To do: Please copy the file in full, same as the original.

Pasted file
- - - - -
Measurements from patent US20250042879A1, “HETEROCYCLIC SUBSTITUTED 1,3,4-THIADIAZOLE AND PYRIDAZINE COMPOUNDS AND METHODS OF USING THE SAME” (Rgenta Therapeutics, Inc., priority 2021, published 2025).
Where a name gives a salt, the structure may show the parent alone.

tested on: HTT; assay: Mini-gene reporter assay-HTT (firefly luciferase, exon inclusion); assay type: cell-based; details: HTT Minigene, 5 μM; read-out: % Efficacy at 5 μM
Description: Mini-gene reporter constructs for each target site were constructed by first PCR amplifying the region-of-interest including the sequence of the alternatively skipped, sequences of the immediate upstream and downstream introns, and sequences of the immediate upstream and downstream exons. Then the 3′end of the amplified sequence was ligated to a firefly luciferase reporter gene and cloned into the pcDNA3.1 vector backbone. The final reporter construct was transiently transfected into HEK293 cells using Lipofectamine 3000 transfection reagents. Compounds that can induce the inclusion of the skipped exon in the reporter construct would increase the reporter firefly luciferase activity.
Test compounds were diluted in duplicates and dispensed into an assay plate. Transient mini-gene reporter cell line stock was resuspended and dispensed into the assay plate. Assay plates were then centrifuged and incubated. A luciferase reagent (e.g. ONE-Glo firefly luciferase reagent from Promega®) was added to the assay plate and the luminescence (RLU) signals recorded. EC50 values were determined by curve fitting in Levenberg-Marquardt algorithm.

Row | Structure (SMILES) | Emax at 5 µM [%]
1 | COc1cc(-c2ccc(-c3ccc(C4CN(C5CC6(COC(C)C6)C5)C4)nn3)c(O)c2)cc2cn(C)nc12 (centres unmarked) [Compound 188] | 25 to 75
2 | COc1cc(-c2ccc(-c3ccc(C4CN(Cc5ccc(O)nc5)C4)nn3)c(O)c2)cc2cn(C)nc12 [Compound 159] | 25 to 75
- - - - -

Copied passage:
Measurements from patent US20250042879A1, “HETEROCYCLIC SUBSTITUTED 1,3,4-THIADIAZOLE AND PYRIDAZINE COMPOUNDS AND METHODS OF USING THE SAME” (Rgenta Therapeutics, Inc., priority 2021, published 2025).
Where a name gives a salt, the structure may show the parent alone.

tested on: HTT; assay: Mini-gene reporter assay-HTT (firefly luciferase, exon inclusion); assay type: cell-based; details: HTT Minigene, 5 μM; read-out: % Efficacy at 5 μM
Description: Mini-gene reporter constructs for each target site were constructed by first PCR amplifying the region-of-interest including the sequence of the alternatively skipped, sequences of the immediate upstream and downstream introns, and sequences of the immediate upstream and downstream exons. Then the 3′end of the amplified sequence was ligated to a firefly luciferase reporter gene and cloned into the pcDNA3.1 vector backbone. The final reporter construct was transiently transfected into HEK293 cells using Lipofectamine 3000 transfection reagents. Compounds that can induce the inclusion of the skipped exon in the reporter construct would increase the reporter firefly luciferase activity.
Test compounds were diluted in duplicates and dispensed into an assay plate. Transient mini-gene reporter cell line stock was resuspended and dispensed into the assay plate. Assay plates were then centrifuged and incubated. A luciferase reagent (e.g. ONE-Glo firefly luciferase reagent from Promega®) was added to the assay plate and the luminescence (RLU) signals recorded. EC50 values were determined by curve fitting in Levenberg-Marquardt algorithm.

Row | Structure (SMILES) | Emax at 5 µM [%]
1 | COc1cc(-c2ccc(-c3ccc(C4CN(C5CC6(COC(C)C6)C5)C4)nn3)c(O)c2)cc2cn(C)nc12 (centres unmarked) [Compound 188] | 25 to 75
2 | COc1cc(-c2ccc(-c3ccc(C4CN(Cc5ccc(O)nc5)C4)nn3)c(O)c2)cc2cn(C)nc12 [Compound 159] | 25 to 75